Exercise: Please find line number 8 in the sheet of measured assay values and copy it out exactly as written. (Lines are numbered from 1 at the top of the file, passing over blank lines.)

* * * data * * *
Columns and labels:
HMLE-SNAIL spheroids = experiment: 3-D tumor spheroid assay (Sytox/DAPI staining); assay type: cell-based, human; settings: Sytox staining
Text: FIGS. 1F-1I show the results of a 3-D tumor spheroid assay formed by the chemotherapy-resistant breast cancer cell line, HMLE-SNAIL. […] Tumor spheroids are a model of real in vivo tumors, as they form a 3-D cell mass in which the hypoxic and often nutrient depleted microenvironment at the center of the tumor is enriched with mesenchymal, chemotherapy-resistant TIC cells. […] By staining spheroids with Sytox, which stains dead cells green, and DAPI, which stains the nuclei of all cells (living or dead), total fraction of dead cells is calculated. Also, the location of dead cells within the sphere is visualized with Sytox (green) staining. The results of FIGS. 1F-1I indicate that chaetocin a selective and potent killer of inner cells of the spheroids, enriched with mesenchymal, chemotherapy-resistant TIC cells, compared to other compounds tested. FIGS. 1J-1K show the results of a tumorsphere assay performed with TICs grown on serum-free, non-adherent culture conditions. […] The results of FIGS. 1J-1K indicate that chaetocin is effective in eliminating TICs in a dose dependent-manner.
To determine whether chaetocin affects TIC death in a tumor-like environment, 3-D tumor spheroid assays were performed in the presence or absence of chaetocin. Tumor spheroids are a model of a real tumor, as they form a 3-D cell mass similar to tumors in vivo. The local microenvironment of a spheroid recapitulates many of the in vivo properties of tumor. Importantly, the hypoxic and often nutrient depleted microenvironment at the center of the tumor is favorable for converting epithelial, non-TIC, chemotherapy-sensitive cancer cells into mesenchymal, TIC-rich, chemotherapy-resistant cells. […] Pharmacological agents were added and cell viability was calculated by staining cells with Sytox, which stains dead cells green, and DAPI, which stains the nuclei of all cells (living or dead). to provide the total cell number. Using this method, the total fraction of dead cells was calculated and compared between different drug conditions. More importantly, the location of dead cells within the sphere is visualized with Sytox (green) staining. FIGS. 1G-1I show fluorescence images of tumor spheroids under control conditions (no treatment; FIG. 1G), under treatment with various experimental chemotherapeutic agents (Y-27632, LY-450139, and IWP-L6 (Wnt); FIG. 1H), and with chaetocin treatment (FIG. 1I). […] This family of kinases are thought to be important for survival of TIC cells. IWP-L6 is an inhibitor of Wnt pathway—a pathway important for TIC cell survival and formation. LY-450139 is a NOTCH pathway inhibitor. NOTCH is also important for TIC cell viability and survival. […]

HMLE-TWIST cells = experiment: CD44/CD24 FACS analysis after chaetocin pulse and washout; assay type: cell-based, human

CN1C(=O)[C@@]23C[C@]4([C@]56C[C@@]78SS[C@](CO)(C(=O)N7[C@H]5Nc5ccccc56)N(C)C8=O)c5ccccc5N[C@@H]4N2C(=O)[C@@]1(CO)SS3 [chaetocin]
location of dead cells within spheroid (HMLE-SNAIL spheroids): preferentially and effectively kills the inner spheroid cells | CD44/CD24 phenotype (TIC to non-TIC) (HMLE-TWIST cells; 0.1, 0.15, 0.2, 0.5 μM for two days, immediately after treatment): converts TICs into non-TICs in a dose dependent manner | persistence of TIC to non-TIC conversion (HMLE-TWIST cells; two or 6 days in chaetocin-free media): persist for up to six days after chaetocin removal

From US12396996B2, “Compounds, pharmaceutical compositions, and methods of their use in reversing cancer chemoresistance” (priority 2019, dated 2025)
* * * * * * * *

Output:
From US12396996B2, “Compounds, pharmaceutical compositions, and methods of their use in reversing cancer chemoresistance” (priority 2019, dated 2025)